Last year, Sen. Ossoff brought Republicans and Democrats together to pass his bipartisan bill to help veterans access the service benefits they’ve earned
Sen. Ossoff secures commitment from Archivist nominee to rapidly fix backlog of veteran record requests by end of 2023
Washington, D.C. — U.S. Senator Jon Ossoff is continuing his work to help Georgia veterans access their service benefits without delays.
Last year, Sen. Ossoff passed into law his bipartisan Access for Veterans to Records Act of 2022, aimed at making it easier for veterans in Georgia and across the country to access records that are often required to access critical care and benefits earned through their service to the nation.
Yesterday, in a U.S. Senate Homeland Security and Governmental Affairs Committee hearing, Sen. Ossoff secured a commitment from Dr. Colleen J. Shogan, nominee to be Archivist of the United States National Archives and Records Administration, responsible for veteran records, to reduce the National Personnel Records Center’s backlog of veteran military records requests.
Dr. Shogan committed to working with Sen. Ossoff to expedite the completion of the veterans’ records backlog by December 2023, if confirmed to the position. Shogan also made a commitment to make her first visit as Archivist to the National Personnel Records Center to begin fixing the backlog.
Sen. Ossoff’s veteran records law requires the Archivist to submit a plan to Congress outlining how they will reduce the backlog and provides additional resources to the Agency to ensure veterans can have timely access to their records. The law also creates new guardrails to prevent future record backlogs.
“Veterans need access to their military service records, which are in the custody of the Archives. And the good news is that with Chairman Peters support, last year, I introduced and passed into law the bipartisan Access for Veterans to Records Act in order to address the serious backlog of requests for access to military service records,” Sen. Ossoff said during the hearing.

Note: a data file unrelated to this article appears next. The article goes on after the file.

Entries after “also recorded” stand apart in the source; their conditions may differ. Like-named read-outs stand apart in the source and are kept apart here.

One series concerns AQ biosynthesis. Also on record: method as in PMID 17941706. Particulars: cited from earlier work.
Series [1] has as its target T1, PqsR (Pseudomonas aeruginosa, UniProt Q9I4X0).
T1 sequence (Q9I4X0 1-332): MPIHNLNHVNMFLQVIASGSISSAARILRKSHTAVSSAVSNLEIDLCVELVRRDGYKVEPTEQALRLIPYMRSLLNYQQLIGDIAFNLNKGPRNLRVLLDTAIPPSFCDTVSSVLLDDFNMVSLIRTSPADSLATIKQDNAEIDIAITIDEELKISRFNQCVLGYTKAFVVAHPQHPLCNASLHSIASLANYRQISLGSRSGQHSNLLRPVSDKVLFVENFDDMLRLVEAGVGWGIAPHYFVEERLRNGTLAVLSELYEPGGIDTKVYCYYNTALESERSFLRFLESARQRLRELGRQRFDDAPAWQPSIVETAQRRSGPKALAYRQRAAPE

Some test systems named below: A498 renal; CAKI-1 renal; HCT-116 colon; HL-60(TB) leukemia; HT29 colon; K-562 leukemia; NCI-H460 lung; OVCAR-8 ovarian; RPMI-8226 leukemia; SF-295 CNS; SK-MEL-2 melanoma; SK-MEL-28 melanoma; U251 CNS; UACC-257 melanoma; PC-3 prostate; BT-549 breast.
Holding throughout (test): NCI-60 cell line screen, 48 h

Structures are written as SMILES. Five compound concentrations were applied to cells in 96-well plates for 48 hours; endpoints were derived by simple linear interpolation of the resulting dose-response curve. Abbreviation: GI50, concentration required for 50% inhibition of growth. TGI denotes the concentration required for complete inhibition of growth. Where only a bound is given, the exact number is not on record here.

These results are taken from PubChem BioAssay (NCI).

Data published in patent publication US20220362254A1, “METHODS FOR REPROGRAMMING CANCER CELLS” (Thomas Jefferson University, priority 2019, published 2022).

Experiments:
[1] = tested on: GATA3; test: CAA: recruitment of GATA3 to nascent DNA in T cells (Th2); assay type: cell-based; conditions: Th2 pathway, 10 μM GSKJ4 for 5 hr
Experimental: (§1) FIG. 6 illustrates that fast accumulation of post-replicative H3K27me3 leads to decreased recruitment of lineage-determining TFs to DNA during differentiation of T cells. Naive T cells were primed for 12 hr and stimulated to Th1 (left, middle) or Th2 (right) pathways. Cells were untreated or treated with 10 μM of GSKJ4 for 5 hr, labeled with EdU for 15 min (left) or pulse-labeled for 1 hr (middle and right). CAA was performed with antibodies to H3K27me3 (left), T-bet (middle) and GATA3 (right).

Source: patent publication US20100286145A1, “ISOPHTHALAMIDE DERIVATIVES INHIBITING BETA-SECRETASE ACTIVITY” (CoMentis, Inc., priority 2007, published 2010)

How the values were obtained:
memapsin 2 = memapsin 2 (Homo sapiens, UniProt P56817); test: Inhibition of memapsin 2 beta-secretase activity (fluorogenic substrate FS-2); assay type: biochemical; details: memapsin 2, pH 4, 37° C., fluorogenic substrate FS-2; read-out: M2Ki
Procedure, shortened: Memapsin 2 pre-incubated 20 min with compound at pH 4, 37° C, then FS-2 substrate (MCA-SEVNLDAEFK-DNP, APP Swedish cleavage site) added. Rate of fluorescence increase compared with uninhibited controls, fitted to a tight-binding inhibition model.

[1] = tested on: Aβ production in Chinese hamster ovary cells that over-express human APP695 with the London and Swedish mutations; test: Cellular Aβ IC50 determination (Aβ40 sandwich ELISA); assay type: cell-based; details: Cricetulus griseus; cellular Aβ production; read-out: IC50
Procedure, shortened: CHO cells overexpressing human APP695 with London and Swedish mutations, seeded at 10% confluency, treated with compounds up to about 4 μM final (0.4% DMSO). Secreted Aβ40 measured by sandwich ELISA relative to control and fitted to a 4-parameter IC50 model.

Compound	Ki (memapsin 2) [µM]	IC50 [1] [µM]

Please find a transcript of Sen. Ossoff’s line of questioning below:
SEN. OSSOFF: “Thank you, Mr. Chairman. Dr. Shogan, good to see you again. I congratulate you again on your nomination. You and I have discussed this issue previously, so you won’t be surprised to hear that I’m eager to hear again, your commitments to work with me to address the significant delays that veterans are experiencing accessing their service records.
“As you know, Dr. Shogan, to access their VA benefits and other services to which they’re entitled as veterans, veterans need access to the Military Service Records which are in the custody of the Archives. And the good news is that with Chairman Peters support, last year, I introduced and passed into law, the bipartisan Access for Veterans to Records Act in order to address the serious backlog of requests for access to military service records.
“In your hearing last September, you committed to work with my office to address that backlog. So, I want to ask you again, now that my bipartisan legislation is law, will you commit to working with me swiftly to eliminate the backlog of veterans record requests at NPRC?”
DR. SHOGAN: “Senator, thank you for that question. Absolutely.”
SEN. OSSOFF: “What is your understanding of the latest state of that backlog? What efforts are underway now to address it? What do you think will need to be done if and when you assume this office in order to eliminate it?”
DR. SHOGAN: “Senator, I think there is good news in that regard. The backlog is down to about 330,000 requests. The height of the backlog was over 600,000 requests so that is good progress. And the projected timeline for completion of the backlog or elimination of it is December of 2023.
“And if I am confirmed, I promised to make my first trip as Archivist of the United States to St. Louis to the National Personnel Records Center to see the operations on the ground, to figure out where we can find deficiencies, to figure out to make sure that we are using contractual authorities to the highest extent, to make sure that work gets done in an expeditious fashion.
“And also, to explore any other creative solutions where we might be able to move that deadline up, although ambitious, December 2023. I think we could all agree we’d like to have that sooner if possible.”
SEN. OSSOFF: “Thank you, Dr. Shogan.”